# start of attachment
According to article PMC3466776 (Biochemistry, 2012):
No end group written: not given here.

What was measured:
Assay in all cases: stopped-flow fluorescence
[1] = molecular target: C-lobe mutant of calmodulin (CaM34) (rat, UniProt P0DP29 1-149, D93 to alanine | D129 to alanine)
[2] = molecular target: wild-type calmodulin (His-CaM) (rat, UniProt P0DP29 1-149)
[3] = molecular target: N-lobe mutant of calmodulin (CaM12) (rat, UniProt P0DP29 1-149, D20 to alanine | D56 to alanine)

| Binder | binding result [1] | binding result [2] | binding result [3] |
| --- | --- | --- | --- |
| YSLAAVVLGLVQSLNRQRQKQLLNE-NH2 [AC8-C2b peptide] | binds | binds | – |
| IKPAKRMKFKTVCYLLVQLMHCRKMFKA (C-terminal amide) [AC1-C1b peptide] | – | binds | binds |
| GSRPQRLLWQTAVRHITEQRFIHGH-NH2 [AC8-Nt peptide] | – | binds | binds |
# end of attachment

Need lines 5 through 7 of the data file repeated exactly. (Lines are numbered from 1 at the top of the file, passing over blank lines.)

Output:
[1] = molecular target: C-lobe mutant of calmodulin (CaM34) (rat, UniProt P0DP29 1-149, D93 to alanine | D129 to alanine)
[2] = molecular target: wild-type calmodulin (His-CaM) (rat, UniProt P0DP29 1-149)
[3] = molecular target: N-lobe mutant of calmodulin (CaM12) (rat, UniProt P0DP29 1-149, D20 to alanine | D56 to alanine)